Wednesday, September 25, 2013
T. wasn’t really excited about any team sports this fall. At our local Y, I saw a brochure about a local kid’s triathlon and asked the boy if he’d be interested. His response? “I like swimming; I like running; I like biking. Yeah.” So we talked about a goal. Since this was his first triathlon, the goal would be to finish. He didn’t have to be first, and it was OK if he was last, as long as he finished.
The triathlon is designed with the kids in mind. No parents are allowed in the transition areas—we are there to cheer them on. The kids are responsible for setting up their bikes, figuring out how they were going to dry themselves off and get on the bike, and how to get their bikes back in place so they could begin the run. It’s a lesson in planning and responsibility.
The Y had a training group going, so we signed up. We had a prescribed daily training regimen and weekly group trainings. We ended up missing the first two and I was about to pull out of the group when my son made it a point to tell me that he really wanted to do this. So we did our best to catch up.
My usually reserved, shy boy transformed into this fun-loving, carefree kid when he was in the water. Training in the heat wasn’t pleasant. There were days that I wasn’t in the mood to go outside, so I’d make him run on the treadmill upstairs. On other days, we’d grab our bikes and go for a ride. At first, he couldn’t keep up with me. I’d taunt him about letting his mom beat him in a bike ride, and he’d reply back that I’ve been riding a bike longer than he has. But soon he was keeping up with me and then passing me by.
We’d drive to the farthest Y from our house in the evenings because that’s the only one with an open-swim time when we were available. I’d sit outside watching him from the window while he did his laps and made friends with other swimmers. One lady would provide him tips and I watched as his swimming improved from flopping fish to almost smooth.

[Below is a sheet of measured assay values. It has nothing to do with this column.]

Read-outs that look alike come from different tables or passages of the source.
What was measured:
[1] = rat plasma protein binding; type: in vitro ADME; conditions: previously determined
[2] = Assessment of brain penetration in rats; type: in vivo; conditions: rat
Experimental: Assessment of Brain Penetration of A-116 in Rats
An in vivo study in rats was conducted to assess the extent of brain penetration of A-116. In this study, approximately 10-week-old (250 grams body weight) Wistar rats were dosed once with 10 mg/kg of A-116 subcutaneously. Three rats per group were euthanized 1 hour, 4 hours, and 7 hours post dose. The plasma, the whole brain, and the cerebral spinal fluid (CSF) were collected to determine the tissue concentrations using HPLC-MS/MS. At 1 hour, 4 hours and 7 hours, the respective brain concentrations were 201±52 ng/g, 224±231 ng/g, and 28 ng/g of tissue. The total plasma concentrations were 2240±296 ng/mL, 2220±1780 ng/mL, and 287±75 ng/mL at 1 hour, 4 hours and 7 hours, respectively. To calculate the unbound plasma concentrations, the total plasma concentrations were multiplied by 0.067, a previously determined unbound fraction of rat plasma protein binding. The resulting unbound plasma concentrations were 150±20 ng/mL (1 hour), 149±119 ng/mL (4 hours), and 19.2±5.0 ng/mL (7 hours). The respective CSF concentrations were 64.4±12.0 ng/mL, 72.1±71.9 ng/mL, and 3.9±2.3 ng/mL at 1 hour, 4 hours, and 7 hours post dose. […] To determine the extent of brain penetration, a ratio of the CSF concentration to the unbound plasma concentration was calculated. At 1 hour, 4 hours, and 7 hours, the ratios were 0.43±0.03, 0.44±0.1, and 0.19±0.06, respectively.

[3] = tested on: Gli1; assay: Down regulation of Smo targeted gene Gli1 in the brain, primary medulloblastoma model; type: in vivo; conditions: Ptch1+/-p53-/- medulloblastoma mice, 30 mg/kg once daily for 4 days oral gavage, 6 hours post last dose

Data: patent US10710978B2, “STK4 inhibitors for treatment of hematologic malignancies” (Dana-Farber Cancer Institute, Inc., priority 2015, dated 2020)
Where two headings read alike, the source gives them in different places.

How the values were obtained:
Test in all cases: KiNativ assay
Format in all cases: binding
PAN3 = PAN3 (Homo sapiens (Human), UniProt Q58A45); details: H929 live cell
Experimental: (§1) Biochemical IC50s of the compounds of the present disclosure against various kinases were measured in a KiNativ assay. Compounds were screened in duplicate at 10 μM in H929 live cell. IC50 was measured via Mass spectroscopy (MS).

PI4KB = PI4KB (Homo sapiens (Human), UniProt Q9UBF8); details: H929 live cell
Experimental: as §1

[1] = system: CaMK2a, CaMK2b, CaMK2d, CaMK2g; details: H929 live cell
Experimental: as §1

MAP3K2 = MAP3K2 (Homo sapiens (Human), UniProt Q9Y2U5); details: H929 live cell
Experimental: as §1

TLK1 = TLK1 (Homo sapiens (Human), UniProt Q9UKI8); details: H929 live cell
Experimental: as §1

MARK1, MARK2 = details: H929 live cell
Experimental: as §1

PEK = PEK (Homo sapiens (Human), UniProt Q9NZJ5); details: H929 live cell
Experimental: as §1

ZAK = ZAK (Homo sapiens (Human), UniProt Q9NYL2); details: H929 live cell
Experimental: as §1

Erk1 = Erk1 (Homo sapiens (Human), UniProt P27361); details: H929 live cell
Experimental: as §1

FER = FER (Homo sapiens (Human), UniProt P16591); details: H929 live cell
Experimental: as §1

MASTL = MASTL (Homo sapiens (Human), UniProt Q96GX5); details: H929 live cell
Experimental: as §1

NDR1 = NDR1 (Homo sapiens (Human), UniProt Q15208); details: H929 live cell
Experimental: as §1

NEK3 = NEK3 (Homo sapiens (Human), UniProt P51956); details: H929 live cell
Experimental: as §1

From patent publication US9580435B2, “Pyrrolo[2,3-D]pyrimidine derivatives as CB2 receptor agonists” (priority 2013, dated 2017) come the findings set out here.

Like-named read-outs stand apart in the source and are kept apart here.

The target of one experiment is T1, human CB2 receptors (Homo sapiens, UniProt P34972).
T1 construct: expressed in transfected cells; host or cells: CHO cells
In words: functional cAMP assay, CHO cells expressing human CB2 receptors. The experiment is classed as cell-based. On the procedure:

The Y hosted a pre-triathlon at one of their sites and T. did well in the swimming part. He didn’t do so well on the biking part, but the route was on grass. The real triathlon would be on pavement. Then came the run. In the middle, he just petered out. I was cheering him on, encouraging him to keep going, but in the heat of the day, he just couldn’t run much and resorted to walking as much as he could.
I was worried. Maybe this was too much for him to take on.
But we talked about what to do if things weren’t going well. How he could improve his breathing. How to keep going. And I kept reminding him of his goal to finish.
The morning of the triathlon, he was ready. He set up his transition area by himself. He was so excited to get going. And when the time came for him to line up, he was eager to go. And he did it.
The joy on his face when he realized he crossed the finish line was astounding. He was so proud of himself, especially after he heard a motivational speaker say that only 1 percent of the entire population would ever attempt a triathlon. My boy was now a triathlete. How cool is that?
T. learned a bit about himself during this process. He’s not really as shy as he claims he is—he just has to be in the right environment to be comfortable. He realized that he could set a goal and accomplish it with some hard work. He learned that running is not his favorite thing to do, but that it was tolerable. When he fell with his bike on a turn, he learned that he could get back on and keep on going. But most of all, he learned what it’s like to take something on from beginning to end and finish it.
He wasn’t first and he wasn’t last. He was right in the middle. And now he has a baseline for his next attempt.
I am very proud of my little man. He found something he enjoys and is willing to work for. Now we’re on to his next challenge—he’s decided he wants to see about joining a swim team.
Here we go!
Reace Alvarenga-Smith is a Mom of two in the Dallas/Fort Worth area.